I wrote – Rana Osama:
In a rare incident that Germans are not usually familiar with in the summer, Germany, specifically in its west and southwest, is witnessing a state of bad weather that led to heavy rains and massive floods described as “catastrophic”, and shocked and frightened the authorities.
Floods in the states of “Rhineland-Palatinate, North Rhine-Westphalia”, located in western Germany, have left at least 42 people dead so far, while dozens are still missing. It also caused the collapse of houses, uprooted trees, inundated roads and cars, and obstructed the movement of trains.
According to local reports, 7 people were found dead in several places in North Rhine-Westphalia, two firefighters were killed during rescue operations, two bodies were found in Solingen, and deaths were reported in the Rheinbach region and Cologne.
A Koblenz police spokesman said bad weather had left four people dead in the Arweiler district of Eifel, a volcanic region of hills and small valleys southwest of Cologne.
In the town of Schuld, south of Bonn, and six houses on the banks of a river have collapsed, police have counted 70 missing so far, while other homes appear to be in danger of collapse.
What is the cause of the floods?
The once-in-100-year floods were caused by a slow-moving low-pressure weather system that dumped 148 liters of rain per square meter within 48 hours, in a part of Germany that typically sees about 80 liters of rain during the entire month of July.
The German Met Office issued a warning of bad weather in parts of three western states, while the city of Hagen, with a population of 180,000 people, declared a state of emergency after the river “Volm” overflowed, according to the British newspaper, “The Guardian”.
The crisis response team in Hagen warned that in the coming hours, the water level would reach levels that only occur once every quarter of a century, appealing to people living near the city’s rivers to move to higher lands immediately, according to the public broadcaster WDR.
The German weather service, DWD, predicted a decrease in precipitation on Thursday.
“We usually only see this in the winter,” said Bernd Millig, an environmental official in North Rhine-Westphalia, the region hardest hit by the floods. He added: “It is something like this, with this severity, is not unusual at all in the summer.”
Heavy rains raised rivers, uprooted trees, and inundated roads and homes.
“There are dead and missing and hundreds are still in danger. We’ve never seen anything like this. It’s really devastating,” said Mallo Dreyer, mayor of the state of Rhineland-Palatinate.
Meanwhile, rescuers are trying to evacuate the afflicted who have taken refuge on the roofs of their homes. But several roads have closed, which complicates the functioning of operations.
A Koblenz police spokesman told Reuters an “unclear number” of people were trapped on the roofs of their flood-damaged homes, waiting for rescue.
He pointed out that there are “many places where firefighting teams and rescue workers have been deployed,” adding: “We don’t have a very accurate picture yet of the numbers, because rescue procedures are still underway.”
And German Defense Minister Annegret Kramp-Karrenbauer announced the provision of rapid support from the German army to the areas experiencing bad weather and floods in western and southwestern Germany.
“Today we are thinking of all those affected by bad weather and floods,” Kramp-Karrenbauer wrote on Twitter, Thursday. “The German army is helping quickly and without complications in the cities of Hagen and Arnweiler, with a total of 300 soldiers and soldiers.”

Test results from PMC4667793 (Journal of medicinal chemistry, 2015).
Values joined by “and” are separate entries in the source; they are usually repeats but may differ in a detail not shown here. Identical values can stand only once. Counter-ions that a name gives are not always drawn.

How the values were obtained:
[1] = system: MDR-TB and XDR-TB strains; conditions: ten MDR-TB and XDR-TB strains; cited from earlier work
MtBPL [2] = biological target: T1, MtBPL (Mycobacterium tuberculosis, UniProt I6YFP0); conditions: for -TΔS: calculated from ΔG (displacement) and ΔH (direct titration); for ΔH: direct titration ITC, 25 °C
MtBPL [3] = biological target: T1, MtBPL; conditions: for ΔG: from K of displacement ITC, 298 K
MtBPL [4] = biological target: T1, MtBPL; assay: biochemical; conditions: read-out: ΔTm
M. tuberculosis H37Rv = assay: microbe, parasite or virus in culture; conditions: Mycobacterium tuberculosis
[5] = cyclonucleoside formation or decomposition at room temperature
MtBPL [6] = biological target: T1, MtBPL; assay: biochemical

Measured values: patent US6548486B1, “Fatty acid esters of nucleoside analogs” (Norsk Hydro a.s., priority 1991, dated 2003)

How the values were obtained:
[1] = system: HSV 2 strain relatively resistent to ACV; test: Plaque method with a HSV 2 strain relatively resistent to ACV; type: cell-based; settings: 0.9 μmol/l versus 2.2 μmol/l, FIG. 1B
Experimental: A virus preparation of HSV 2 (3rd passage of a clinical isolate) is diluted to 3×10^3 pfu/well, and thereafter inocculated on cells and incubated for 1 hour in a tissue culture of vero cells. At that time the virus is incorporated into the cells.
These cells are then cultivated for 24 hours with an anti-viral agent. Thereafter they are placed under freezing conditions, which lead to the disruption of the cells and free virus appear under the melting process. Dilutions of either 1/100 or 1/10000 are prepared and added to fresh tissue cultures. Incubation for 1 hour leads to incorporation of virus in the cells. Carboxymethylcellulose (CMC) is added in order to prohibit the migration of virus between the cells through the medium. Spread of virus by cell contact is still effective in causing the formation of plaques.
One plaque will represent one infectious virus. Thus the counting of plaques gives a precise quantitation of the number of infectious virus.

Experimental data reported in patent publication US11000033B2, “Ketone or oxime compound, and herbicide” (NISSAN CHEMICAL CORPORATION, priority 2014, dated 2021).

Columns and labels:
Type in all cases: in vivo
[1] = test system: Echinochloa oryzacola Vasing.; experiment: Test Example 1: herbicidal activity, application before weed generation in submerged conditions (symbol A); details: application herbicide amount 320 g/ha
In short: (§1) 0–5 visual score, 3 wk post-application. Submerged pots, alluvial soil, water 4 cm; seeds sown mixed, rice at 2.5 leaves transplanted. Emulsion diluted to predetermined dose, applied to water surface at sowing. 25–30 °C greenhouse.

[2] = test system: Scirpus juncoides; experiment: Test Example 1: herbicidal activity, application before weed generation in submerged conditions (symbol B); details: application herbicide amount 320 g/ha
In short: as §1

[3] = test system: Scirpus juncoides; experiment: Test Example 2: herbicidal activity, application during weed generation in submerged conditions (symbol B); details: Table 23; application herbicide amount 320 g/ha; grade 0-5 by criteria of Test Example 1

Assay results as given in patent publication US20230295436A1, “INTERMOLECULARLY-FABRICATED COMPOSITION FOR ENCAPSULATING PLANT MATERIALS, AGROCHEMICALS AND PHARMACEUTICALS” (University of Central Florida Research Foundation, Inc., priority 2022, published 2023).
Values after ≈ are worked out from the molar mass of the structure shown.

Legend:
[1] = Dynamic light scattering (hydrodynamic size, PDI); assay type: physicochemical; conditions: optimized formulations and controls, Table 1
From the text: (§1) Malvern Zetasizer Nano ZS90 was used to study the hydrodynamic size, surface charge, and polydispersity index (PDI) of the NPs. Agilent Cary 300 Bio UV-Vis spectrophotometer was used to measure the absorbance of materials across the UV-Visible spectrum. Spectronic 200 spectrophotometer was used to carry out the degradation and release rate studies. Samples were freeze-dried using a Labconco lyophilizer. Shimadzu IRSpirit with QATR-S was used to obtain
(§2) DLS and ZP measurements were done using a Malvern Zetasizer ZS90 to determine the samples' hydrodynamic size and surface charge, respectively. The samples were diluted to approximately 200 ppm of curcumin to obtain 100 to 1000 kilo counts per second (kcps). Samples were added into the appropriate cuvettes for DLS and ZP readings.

The true extent of the damage is still not clear, with electricity supply interrupted to many villages and cities due to flood waters and landslides, according to “The Guardian”.
Videos posted on social media showed cars floating in the streets and partially collapsed houses in some places.
The authorities declared a state of emergency in the area after days of heavy rain.
Large areas of western and central Germany, and neighboring countries witnessed heavy rains, which caused widespread damage. Also, 200,000 people were affected by power outages in the two western states. In Leverkusen, more than 468 patients were evacuated from local hospitals after a power outage.
Authorities in the Rhein-Sieg district south of Cologne have ordered the evacuation of several villages below the Steinbachtal Reservoir, amid fears that the dam could collapse there as well.
The army was deployed across North Rhine-Westphalia on Wednesday to help stranded residents, and land and sea transport in the country’s most populous state were disrupted, and hundreds of people were evacuated.
Governor Armin Laschet, who is running in Germany’s fall elections to replace Angela Merkel as chancellor, was expected to visit the flood-hit Hagen later Thursday.
panic and shock
The floods frightened and shocked German officials.
Germany’s Social Democratic candidate, Olaf Scholz, has expressed his dismay at the consequences of bad weather and floods in western Germany.
Olaf Scholz, who is Germany’s Federal Finance Minister and Vice-Chancellor Angela Merkel, tweeted on Thursday: “The news about the floods is shocking… It is now important to get quick help.”
Schulz expressed his sincere thanks to all the rescue forces risking their lives in these circumstances, and said: “My sympathy goes to all the missing, the victims and their families, as well as all those whose homes were flooded.”
German Chancellor Angela Merkel also expressed her shock over the floods, and offered her sympathy to the families of the victims and missing persons, and thanked the workers who are helping to save the situation there.